Keywords: Forests, ecology, climate change, complexity, distribution shifts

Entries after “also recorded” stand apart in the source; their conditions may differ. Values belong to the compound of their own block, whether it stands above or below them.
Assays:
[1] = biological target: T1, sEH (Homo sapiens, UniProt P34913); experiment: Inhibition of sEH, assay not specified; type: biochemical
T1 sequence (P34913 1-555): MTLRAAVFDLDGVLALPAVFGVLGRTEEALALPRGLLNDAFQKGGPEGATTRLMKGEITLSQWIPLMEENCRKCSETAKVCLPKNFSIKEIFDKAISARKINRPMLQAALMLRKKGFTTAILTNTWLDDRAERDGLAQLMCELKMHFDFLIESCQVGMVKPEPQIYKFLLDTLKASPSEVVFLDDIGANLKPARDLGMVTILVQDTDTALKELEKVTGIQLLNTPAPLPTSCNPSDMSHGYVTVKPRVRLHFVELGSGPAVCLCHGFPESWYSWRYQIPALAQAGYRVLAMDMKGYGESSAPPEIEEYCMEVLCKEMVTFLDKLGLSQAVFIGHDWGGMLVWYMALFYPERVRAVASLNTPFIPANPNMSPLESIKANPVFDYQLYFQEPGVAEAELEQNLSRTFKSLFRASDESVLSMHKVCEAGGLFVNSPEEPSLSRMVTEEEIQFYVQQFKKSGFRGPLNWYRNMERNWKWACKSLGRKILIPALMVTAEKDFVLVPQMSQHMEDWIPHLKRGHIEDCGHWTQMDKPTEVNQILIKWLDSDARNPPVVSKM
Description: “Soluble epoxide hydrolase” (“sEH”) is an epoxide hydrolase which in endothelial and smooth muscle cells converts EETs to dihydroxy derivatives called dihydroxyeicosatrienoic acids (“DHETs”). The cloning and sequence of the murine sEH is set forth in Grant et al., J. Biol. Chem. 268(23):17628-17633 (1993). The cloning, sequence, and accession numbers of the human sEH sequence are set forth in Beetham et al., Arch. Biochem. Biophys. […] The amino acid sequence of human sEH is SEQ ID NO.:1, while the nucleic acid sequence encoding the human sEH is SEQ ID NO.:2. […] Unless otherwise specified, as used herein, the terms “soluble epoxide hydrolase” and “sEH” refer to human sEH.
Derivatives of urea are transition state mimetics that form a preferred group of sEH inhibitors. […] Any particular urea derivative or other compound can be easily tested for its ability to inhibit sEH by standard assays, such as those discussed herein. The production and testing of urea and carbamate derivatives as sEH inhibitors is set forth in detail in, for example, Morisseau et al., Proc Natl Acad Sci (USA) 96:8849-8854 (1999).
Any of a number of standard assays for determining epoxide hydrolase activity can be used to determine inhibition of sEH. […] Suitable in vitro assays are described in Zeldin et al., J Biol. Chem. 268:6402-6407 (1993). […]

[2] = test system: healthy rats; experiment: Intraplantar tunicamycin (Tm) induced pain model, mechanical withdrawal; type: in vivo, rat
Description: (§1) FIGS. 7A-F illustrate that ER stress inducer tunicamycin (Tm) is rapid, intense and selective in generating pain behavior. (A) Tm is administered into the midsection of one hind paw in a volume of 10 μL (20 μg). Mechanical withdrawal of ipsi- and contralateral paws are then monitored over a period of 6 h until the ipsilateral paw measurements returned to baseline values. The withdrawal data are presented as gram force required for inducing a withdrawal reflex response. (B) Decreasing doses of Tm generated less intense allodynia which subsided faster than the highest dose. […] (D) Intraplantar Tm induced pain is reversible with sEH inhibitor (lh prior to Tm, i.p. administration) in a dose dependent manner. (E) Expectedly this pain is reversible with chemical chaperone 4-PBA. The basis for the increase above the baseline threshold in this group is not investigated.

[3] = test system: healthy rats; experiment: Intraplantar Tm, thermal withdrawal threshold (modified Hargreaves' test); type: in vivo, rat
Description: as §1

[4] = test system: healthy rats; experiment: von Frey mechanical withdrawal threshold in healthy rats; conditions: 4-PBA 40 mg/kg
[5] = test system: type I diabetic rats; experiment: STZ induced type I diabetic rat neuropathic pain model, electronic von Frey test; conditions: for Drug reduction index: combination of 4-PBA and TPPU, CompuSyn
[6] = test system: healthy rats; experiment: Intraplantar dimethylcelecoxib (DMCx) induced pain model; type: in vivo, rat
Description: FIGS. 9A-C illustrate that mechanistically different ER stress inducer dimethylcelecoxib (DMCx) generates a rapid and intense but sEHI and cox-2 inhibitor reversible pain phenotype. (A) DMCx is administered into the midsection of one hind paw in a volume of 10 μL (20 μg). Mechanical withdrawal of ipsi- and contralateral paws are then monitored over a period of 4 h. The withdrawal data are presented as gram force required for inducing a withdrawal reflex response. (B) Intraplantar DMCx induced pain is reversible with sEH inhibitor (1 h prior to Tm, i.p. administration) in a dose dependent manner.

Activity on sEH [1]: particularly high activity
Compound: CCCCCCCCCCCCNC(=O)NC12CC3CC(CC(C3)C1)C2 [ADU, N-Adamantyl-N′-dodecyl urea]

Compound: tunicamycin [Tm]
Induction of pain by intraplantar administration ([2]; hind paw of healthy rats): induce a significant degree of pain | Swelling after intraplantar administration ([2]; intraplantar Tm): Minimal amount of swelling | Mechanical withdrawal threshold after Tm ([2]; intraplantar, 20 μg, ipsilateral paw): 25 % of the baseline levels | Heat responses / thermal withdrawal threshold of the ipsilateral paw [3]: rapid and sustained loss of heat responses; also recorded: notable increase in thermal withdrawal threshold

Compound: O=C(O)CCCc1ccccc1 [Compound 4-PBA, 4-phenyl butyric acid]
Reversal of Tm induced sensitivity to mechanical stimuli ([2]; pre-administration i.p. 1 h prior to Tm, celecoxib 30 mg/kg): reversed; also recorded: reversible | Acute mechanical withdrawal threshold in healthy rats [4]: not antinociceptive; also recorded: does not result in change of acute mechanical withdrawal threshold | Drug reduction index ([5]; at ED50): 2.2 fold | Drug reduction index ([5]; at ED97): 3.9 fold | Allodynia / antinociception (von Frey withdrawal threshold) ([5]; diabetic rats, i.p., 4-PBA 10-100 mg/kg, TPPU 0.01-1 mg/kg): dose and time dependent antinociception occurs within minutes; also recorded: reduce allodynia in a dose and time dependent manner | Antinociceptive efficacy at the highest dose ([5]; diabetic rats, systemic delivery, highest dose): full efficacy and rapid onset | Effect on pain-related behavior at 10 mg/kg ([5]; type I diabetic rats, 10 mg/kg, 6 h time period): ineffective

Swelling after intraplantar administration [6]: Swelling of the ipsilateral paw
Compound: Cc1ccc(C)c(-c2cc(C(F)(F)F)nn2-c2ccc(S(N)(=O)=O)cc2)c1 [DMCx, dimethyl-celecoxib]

Forest ecosystems across the U.S. have been recently threatened by climate change, invasive species, and other anthropogenic factors. While many studies have analyzed species-level changes in forest ecosystems, much less attention has been paid to forest communities. Identifying and quantifying shifts in forest tree communities can reveal how forest ecosystem functioning and services are impacted by climate change and other stressors. Utilizing an extensive dataset from the Forest Inventory and Analysis Program (FIA), we identified forest communities of the eastern U.S. using the Latent Dirichlet Allocation (LDA) topic model. In addition, we detected geographic shifts of these communities over the last three decades by evaluating movement of the community centroid and expansion or contraction of the community area. In total, LDA identified 15 communities in the eastern U.S. The mixed pine-oak-hickory community of the Southern Pine-Hardwood Region had the largest area, and the oak-hickory community of the Central Hardwoods Region had the largest overall abundance. In total, about half of the communities changed significantly, with a mixture of shifts in community centroid, and both expansions and contractions of community area. However, climate change factors (changes in temperature, precipitation, and drought severity) were poor predictors of community change. This may reflect resilience of forest communities to climate change, but it may also indicate a lag between climate change and forest community responses or the importance of other stressors on forest communities.